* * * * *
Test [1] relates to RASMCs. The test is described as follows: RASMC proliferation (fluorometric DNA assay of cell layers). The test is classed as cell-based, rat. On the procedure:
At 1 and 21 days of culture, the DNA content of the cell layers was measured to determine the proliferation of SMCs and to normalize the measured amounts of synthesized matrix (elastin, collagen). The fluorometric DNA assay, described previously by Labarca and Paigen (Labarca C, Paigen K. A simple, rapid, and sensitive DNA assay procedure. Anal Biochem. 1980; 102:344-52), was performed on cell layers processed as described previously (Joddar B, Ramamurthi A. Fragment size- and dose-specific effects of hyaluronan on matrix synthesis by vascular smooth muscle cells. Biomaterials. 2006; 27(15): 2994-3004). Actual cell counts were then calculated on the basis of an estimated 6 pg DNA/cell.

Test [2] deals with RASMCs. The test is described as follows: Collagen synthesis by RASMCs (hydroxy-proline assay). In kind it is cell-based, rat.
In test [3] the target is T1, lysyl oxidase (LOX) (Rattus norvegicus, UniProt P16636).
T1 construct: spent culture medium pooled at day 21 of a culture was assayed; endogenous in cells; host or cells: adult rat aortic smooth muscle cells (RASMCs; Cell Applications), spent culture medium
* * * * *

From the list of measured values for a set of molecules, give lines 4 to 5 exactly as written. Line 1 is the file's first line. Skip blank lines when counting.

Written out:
In test [3] the target is T1, lysyl oxidase (LOX) (Rattus norvegicus, UniProt P16636).
T1 construct: spent culture medium pooled at day 21 of a culture was assayed; endogenous in cells; host or cells: adult rat aortic smooth muscle cells (RASMCs; Cell Applications), spent culture medium